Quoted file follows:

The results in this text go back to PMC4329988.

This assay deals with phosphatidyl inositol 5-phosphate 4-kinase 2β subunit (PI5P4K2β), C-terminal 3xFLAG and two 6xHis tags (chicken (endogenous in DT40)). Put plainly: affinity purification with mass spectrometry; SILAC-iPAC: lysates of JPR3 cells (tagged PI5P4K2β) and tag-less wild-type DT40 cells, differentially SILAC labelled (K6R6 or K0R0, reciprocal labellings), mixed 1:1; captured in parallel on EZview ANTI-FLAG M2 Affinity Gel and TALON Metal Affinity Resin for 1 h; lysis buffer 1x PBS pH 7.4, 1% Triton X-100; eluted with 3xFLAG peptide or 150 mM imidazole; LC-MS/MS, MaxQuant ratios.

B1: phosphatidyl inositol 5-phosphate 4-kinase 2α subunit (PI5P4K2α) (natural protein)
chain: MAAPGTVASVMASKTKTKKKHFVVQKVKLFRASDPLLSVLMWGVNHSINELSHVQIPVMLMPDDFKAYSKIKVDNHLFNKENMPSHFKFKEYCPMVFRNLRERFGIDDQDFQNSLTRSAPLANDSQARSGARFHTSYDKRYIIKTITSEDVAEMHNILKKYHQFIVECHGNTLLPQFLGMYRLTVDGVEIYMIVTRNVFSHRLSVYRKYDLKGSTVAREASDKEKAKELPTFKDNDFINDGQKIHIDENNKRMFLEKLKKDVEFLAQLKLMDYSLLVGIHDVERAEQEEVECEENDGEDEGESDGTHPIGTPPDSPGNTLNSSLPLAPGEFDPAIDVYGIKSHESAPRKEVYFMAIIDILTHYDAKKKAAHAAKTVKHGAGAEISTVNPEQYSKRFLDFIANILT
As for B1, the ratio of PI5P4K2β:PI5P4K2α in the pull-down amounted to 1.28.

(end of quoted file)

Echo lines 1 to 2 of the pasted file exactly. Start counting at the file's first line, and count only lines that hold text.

The results in this text go back to PMC4329988.

This assay deals with phosphatidyl inositol 5-phosphate 4-kinase 2β subunit (PI5P4K2β), C-terminal 3xFLAG and two 6xHis tags (chicken (endogenous in DT40)). Put plainly: affinity purification with mass spectrometry; SILAC-iPAC: lysates of JPR3 cells (tagged PI5P4K2β) and tag-less wild-type DT40 cells, differentially SILAC labelled (K6R6 or K0R0, reciprocal labellings), mixed 1:1; captured in parallel on EZview ANTI-FLAG M2 Affinity Gel and TALON Metal Affinity Resin for 1 h; lysis buffer 1x PBS pH 7.4, 1% Triton X-100; eluted with 3xFLAG peptide or 150 mM imidazole; LC-MS/MS, MaxQuant ratios.